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O008 Altered lymph node stromal cells during the earliest phases of rheumatoid arthritis
  1. C Ospelt1,
  2. E Karouzakis1,
  3. J Hähnlein2,
  4. H Semmelink2,
  5. R Gay1,
  6. P-P Tak2,3,
  7. D Gerlag2,4,
  8. S Gay1,
  9. L Van Baarsen2
  1. 1Center of Experimental Rheumatology, University Hospital of Zurich, Zurich, Switzerland
  2. 2Clinical Immunology and Rheumatology, Academic Medical Centre/University of Amsterdam, Amsterdam, Netherlands
  3. 3Current: GlaxoSmithKline, Stevenage
  4. 4Current: Clinical Unit Cambridge, GlaxoSmithKline, Cambridge, UK


Introduction Rheumatoid arthritis (RA) is an autoimmune disease with unknown etiopathogenesis where systemic autoimmunity precedes clinical disease onset. Adaptive immunity is initiated in lymphoid tissue where lymph node stromal cells (LNSC) play a crucial role in shaping the immune response and maintaining peripheral tolerance.

Objectives We developed an experimental model for studying the functional capacities of human LNSC during the earliest phases of RA and compared their cellular and molecular characteristics to LNSC from healthy volunteers.

Methods ACPA +RA patients (n=24), ACPA +RA risk individuals (n=23) and seronegative healthy controls (n=14;HC) underwent ultrasound-guided inguinal lymph node biopsy. Human LNSCs were isolated and expanded in vitro for cellular (flow cytometry), molecular (methylome, transcriptome and microRNA) and functional analyses.

Results Key LN chemokines CCL19, CCL21 and CXCL13 were induced in LNSCs upon stimulation with TNFα and lymphotoxin α1β2, but to a lesser extent in LNSCs from RA patients. RNA sequencing was performed on LNSC of HC (n=5), ACPA +RA risk individuals (n=6) and ACPA +RA patients (n=4). Of interest, LNSC from ACPA +RA risk individuals and ACPA +RA patients revealed a common significantly differential expressed gene signature compared with HC LNSC. Pathway analysis of this common signature showed, among others, significant enrichment of pathways affecting actin cytoskeleton, focal adhesion and cell junction. Accordingly, in a gel contraction assay LNSC from ACPA +RA risk individuals and RA patients showed impaired collagen contraction compared to healthy LNSC. In RA LNSC a significant enrichment was observed for genes involved in TGFb signalling while in RA-risk LNSC cell cycle genes were differentially expressed compared with HC. DNA methylation analyses revealed common differentially methylated CpG sites (DMS) in LNSC from ACPA +RA patients (n=5) and ACPA +RA risk individuals (n=3) compared with HC (n=4). These DMS were significantly hypomethylated and associated with antigen processing and presentation (HLA-DRB1).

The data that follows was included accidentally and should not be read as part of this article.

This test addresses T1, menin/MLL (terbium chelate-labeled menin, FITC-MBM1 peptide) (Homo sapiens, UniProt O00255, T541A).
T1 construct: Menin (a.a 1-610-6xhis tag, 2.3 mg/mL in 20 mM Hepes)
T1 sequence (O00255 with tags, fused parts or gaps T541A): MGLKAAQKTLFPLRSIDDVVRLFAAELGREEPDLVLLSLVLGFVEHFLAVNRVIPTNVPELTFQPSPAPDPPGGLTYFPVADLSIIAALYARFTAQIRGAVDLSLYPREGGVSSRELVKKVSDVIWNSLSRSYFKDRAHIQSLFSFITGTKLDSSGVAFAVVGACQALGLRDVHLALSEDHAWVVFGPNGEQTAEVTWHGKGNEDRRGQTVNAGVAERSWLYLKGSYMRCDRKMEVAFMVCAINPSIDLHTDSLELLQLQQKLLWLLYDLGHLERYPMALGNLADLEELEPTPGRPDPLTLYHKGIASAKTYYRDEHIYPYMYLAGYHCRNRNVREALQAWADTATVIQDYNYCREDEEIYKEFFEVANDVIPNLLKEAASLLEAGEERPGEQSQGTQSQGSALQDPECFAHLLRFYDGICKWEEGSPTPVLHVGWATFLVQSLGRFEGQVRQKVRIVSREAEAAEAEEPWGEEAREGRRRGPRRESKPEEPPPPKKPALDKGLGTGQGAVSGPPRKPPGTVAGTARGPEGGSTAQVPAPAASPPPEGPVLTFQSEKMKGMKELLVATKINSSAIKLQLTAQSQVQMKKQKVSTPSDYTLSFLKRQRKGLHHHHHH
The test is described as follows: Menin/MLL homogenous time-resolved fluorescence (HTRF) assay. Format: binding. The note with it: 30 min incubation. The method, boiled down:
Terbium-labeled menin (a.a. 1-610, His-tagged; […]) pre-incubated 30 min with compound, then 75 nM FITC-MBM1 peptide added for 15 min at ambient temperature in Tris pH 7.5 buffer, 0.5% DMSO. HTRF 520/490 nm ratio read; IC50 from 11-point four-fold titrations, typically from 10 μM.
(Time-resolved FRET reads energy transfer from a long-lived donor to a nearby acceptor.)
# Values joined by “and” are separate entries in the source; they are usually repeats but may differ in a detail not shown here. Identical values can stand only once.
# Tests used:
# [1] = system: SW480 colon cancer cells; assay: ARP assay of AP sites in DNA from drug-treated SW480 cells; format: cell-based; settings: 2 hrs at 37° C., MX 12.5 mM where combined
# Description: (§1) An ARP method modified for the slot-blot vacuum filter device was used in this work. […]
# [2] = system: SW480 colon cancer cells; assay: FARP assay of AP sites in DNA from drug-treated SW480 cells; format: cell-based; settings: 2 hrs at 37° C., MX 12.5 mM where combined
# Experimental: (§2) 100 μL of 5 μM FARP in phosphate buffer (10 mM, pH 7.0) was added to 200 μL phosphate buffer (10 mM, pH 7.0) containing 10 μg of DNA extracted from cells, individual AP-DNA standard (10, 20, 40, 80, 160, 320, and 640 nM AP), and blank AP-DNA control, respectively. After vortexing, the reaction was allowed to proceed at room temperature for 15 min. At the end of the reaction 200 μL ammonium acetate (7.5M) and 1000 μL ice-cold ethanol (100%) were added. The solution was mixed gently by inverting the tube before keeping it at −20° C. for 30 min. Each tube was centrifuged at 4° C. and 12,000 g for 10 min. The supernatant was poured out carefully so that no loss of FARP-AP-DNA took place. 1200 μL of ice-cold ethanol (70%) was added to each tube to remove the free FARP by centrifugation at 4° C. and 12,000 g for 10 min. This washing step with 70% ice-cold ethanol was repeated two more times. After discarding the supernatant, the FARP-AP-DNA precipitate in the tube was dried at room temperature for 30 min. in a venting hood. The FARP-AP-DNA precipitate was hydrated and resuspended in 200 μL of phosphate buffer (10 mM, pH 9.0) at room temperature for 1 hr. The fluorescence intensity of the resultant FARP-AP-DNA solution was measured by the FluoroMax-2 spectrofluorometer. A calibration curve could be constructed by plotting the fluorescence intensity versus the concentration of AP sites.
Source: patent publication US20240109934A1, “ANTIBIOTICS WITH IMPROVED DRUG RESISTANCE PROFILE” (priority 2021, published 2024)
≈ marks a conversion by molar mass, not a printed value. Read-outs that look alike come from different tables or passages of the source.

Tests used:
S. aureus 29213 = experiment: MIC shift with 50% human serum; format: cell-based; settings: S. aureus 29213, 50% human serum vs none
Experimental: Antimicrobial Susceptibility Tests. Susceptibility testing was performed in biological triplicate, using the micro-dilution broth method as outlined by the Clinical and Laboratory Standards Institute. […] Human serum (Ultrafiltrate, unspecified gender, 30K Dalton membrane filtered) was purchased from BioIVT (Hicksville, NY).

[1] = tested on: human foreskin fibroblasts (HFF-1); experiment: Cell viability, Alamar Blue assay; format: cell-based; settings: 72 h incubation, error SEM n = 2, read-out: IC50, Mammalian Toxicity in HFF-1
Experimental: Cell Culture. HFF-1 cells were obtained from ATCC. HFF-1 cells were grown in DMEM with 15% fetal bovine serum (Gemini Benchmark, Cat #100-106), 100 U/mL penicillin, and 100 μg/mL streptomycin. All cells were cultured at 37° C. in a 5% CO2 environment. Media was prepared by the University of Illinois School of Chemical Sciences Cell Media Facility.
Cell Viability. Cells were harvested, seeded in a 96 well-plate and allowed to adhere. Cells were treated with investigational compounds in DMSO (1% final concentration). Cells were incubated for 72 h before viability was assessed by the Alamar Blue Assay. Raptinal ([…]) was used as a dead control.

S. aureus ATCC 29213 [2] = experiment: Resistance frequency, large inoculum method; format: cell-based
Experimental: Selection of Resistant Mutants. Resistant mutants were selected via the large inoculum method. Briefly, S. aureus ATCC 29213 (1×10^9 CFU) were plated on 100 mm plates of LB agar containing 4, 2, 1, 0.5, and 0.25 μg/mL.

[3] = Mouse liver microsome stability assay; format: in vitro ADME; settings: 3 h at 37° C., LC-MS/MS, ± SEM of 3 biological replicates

Conclusions This data point towards alterations in the cytoskeleton and antigen-processing and presentation in LNSC from ACPA+RA risk individuals and RA patients. Further studies are required to investigate the influence of this LNSC abnormality on immune responses.

Disclosure of interest C. Ospelt: None declared, E. Karouzakis: None declared, J. Hähnlein: None declared, H. Semmelink: None declared, R. Gay: None declared, P.-P. Tak Employee of: Currently: Senior Vice President R and D Pipeline, Global Development Leader and Chief Immunology Officer, GSK, D. Gerlag Employee of: Currently: Head Clinical Unit Cambridge at GSK, S. Gay: None declared, L. Van Baarsen: None declared

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